Young people made to leave care too early

Many young people face isolation and loneliness on leaving care.

Nearly half of young people in care say they are made to leave care too early and are not properly prepared for their future life, according to a new report by Roger Morgan, the Children’s Rights Director.

The After Care report considered the views of more than 300 young people who had either recently left care or were preparing to do so. While most people tend to leave care at around the age of 24 years, some of those surveyed were leaving at just 16. One care leaver quoted in the report said: “As a 16-year-old I have gone from a children’s home to a women’s refuge. I have gone from having lots of support to having none.”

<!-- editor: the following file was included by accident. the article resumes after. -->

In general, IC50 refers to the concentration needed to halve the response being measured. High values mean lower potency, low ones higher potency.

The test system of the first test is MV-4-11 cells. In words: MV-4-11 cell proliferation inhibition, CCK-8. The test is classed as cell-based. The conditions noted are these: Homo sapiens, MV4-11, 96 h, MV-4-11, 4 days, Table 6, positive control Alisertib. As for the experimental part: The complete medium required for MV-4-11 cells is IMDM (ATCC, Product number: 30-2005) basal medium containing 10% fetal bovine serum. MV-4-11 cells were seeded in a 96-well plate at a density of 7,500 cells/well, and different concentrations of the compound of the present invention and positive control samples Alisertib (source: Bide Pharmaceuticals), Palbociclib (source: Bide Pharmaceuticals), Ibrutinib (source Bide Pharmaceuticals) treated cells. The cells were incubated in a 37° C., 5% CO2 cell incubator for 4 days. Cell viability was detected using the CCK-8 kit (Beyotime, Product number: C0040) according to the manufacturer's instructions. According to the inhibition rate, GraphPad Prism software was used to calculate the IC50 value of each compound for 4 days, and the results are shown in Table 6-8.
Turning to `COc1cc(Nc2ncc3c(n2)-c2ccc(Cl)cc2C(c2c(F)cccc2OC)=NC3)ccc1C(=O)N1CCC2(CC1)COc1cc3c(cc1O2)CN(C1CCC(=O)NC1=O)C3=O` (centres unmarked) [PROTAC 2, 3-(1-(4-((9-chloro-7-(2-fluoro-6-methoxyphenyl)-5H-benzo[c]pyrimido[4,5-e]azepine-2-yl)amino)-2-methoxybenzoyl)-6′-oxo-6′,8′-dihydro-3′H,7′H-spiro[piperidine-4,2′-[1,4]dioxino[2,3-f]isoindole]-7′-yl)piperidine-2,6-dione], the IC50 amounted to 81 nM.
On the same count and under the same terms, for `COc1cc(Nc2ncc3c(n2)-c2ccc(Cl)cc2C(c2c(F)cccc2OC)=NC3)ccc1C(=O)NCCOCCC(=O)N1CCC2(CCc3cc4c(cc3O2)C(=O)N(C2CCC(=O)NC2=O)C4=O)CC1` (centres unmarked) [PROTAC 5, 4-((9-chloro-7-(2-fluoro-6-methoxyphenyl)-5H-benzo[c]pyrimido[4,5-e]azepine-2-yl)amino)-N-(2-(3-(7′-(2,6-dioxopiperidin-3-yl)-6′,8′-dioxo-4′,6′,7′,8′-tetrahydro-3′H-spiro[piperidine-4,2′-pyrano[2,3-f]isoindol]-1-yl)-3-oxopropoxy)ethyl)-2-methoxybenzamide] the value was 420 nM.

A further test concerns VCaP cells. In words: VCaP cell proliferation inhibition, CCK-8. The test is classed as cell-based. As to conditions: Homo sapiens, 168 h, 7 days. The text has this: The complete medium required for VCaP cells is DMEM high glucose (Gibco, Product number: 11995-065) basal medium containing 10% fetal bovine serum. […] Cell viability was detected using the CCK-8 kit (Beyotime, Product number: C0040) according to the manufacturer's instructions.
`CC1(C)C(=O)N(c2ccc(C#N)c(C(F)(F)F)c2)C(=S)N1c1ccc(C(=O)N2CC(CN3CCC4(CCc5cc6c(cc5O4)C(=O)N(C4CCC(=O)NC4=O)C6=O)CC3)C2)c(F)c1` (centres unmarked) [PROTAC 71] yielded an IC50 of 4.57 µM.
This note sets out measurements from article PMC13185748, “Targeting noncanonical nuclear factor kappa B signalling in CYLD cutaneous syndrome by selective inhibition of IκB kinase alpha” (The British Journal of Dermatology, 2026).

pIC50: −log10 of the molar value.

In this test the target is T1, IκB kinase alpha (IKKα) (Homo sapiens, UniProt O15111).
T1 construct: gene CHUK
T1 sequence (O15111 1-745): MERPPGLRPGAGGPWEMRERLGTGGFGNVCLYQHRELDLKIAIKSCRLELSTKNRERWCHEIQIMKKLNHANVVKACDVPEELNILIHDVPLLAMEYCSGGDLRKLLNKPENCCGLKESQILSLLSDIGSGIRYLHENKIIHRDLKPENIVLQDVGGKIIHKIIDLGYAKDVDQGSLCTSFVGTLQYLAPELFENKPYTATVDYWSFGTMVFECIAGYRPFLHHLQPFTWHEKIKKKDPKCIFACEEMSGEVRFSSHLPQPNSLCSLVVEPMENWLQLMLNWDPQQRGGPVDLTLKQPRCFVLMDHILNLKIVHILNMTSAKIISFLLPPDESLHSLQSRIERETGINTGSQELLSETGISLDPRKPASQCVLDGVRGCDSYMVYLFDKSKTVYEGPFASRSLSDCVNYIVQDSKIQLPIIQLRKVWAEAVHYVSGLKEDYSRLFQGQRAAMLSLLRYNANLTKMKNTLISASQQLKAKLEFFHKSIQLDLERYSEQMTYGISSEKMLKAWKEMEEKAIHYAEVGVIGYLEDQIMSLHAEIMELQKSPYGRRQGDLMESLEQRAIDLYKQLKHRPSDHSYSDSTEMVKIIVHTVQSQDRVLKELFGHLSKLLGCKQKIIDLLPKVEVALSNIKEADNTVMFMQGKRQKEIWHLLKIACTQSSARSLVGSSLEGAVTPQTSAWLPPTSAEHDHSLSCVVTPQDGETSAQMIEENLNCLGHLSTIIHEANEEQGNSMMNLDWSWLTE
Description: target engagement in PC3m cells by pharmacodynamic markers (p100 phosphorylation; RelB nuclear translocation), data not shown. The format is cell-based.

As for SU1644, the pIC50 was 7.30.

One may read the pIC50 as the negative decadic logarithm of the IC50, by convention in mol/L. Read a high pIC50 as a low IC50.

Many of those leaving care said that they needed more help with practical matters such as dealing with money and obtaining passports, national insurance cards and other official documents.

The report’s findings also highlighted the emotional effects of leaving care too early. “Young people telling us about their experiences of leaving care have mentioned that loneliness is something that many are struggling to cope with”, said Dr Morgan. “Having spent years living with others in care, many now feel as though they have moved to a life of isolation and limited support.”

To download the After Care report, visit:

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